Self-help: 5 Ways to Wellbeing

The 5 Ways to Wellbeing are a great place to start to support us in keeping mentally and physically well. The 5 Ways are daily acts that can benefit our mental health and wellbeing, we can all adapt them to our circumstances, even those of us who may be self-isolating.

The Five Ways are Connect, Be Active, Take Notice, Learn, and Give. Read on for tips on how to support your mental health using this method.

All 5 ways images


Connecting is all about developing and nurturing our social relationships. Having a strong support network can help you through difficult times in life and can combat feelings of loneliness or isolation. In times like this, where we may be isolated for long periods of time, it is important for us to stay connected to friends and family. One example could be:

  • Making the most of technology - video chat apps like Skype and FaceTime are a great way of staying in touch with friends, family, colleagues, particularly if you live far apart. Try to do this regularly.

Be Active

Being active is a way of finding physical activity that we enjoy. Incorporating physical activity into our day to the best of our ability is an excellent way of developing our mental wellbeing and can be something we can do to boost our mood even when self-isolating. Why not try:

  • a free online home-exercise (e.g. Joe Wicks - The Body Coach)

Take Notice

Taking notice is reminding ourselves to look at the small things in life, which is proven to improve our mental wellbeing. This may feel like a difficult task if you are isolated, and have been for a long time; but here are some suggestions:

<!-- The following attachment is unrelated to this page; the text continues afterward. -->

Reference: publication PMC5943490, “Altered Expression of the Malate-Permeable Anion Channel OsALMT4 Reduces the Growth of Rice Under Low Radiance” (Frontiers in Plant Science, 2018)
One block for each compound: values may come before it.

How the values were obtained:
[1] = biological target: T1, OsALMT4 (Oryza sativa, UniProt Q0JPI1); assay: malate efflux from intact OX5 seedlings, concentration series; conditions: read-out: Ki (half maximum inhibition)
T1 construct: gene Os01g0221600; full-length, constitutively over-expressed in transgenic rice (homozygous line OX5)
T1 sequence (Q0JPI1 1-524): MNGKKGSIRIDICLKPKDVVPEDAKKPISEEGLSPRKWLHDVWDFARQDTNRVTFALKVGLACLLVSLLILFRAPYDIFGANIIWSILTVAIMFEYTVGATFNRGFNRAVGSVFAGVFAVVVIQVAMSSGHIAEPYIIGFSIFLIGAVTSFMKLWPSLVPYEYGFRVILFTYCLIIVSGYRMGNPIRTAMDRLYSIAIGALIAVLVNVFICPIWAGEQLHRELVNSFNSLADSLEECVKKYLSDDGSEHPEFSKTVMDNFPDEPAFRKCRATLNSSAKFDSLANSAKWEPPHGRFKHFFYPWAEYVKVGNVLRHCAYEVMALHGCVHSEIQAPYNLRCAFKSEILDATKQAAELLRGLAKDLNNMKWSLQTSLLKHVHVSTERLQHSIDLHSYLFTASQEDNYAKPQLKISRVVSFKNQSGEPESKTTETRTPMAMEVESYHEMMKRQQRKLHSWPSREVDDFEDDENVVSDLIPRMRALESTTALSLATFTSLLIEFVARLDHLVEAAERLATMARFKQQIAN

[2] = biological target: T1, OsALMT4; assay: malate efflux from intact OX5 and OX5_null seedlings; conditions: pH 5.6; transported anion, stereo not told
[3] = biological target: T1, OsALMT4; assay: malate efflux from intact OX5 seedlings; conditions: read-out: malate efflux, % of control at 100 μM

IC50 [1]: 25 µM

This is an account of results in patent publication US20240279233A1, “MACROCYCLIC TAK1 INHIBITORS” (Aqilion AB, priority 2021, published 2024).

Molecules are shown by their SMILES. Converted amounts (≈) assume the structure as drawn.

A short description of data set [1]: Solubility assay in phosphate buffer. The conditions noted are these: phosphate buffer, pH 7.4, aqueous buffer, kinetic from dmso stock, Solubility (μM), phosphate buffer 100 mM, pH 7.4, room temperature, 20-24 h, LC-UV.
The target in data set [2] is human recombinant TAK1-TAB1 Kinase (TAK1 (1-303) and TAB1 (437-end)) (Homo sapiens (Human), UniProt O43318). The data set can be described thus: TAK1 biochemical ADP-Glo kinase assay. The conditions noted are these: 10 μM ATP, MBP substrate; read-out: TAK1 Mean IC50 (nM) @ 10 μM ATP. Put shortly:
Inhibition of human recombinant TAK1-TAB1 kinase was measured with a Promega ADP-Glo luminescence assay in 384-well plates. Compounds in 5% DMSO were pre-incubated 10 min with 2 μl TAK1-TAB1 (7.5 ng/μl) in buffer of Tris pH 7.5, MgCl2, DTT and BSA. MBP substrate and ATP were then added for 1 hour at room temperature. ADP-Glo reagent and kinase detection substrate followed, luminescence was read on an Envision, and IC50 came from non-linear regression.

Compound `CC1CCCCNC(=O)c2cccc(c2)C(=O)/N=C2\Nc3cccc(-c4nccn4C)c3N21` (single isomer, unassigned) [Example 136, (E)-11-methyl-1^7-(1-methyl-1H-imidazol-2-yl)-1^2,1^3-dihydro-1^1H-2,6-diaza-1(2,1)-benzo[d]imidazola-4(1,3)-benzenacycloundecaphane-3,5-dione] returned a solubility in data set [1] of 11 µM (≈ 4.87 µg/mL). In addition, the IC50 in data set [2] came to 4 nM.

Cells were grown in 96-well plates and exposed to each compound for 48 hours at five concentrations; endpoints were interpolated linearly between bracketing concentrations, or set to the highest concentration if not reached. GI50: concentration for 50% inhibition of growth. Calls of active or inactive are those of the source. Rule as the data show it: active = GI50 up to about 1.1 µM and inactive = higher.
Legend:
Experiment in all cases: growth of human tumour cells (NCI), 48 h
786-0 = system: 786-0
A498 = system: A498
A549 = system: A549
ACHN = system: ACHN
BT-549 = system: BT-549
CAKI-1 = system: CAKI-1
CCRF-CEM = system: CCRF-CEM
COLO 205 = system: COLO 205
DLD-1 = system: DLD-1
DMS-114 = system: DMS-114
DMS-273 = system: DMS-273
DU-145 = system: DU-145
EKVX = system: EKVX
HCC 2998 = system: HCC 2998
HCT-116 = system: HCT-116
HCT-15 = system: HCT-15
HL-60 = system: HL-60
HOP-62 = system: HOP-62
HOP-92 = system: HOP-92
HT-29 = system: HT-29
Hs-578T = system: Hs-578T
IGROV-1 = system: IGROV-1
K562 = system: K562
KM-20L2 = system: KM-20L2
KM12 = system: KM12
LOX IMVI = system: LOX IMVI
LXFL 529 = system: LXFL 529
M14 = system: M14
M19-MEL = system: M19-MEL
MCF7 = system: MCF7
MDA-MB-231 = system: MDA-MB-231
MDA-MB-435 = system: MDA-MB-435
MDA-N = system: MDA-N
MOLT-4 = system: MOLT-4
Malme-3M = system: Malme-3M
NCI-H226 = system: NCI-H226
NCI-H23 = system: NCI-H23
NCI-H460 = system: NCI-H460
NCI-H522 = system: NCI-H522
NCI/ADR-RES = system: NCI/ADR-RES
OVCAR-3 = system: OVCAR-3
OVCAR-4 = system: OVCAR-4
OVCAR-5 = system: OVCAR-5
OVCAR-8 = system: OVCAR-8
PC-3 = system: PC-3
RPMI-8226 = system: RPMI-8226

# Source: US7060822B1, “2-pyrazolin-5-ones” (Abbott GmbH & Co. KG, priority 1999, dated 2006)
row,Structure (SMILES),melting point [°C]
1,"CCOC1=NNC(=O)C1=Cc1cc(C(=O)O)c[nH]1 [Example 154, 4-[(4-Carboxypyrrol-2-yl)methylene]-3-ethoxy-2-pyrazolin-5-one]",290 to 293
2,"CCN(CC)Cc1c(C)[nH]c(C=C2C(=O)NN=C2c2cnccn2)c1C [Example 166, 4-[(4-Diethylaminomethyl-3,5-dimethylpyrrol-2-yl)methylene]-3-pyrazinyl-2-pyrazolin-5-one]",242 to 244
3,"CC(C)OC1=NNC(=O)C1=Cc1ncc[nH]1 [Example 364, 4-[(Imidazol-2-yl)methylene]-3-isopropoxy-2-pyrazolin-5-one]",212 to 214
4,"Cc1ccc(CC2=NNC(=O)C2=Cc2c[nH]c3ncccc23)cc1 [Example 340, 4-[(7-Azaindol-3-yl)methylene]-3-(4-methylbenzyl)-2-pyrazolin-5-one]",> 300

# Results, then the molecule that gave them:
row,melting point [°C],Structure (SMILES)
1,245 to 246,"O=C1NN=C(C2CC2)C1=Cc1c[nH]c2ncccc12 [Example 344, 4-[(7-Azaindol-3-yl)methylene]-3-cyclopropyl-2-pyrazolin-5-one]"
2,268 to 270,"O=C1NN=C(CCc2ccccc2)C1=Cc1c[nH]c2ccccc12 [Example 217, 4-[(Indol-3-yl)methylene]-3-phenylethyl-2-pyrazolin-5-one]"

• Develop a mindfulness habit, which can be done through free mindfulness apps for your phone
  • Being mindful in watching the news – if constant updates are making you feel more anxious, take time away from social media or TV.

Keep Learning

Learning new things throughout our lives, no matter how old we are, is great for improving our self-esteem and keeping mentally sharp. We can do this through trying something completely new or trying to return to activities we once did and have always meant to pick back up again.

  • Do a crossword puzzle, suzoku or play a challenging game


It is proven that people who volunteer their time in some way are much more likely to rate themselves as happy and feel more connected to their community. Now more than ever, acts of kindness can go a long way, in helping ourselves and others. Why not try:

  • Help others that may not be able to visit the shops for groceries

Support for your young person:

The COVID-19 pandemic is an anxious time for everybody. In this unique, challenging situation, it is completely normal to feel low, anxious and isolated from time to time.

However, if you feel as if you're more anxious and struggling to cope with your feelings, please be reassured that there is help out there to support your mental health and wellbeing.

Please download the Children and Young People Resource Pack below for support for you or a young person you know.

In the link below, you will find a handy illustrated guide for children on what Coronavirus is produced by Manuela Molina Cruz at Mind Heart.

Other resources:

For comprehensive advice and guidance on current local service provision, please download the electronic booklet below. This details sources of support around some key themes such as Emotional well-being, physical well-being, Access to food, Housing related information and assured information on the Coronavirus. We will review the status of local services and make updates to this booklet when necessary.

For reliable information:

For your wellbeing:

There are lots of websites available that have very useful tips on maintaining your wellbeing during this difficult time, here are a few we have chosen:

For talking to your children about Coronavirus: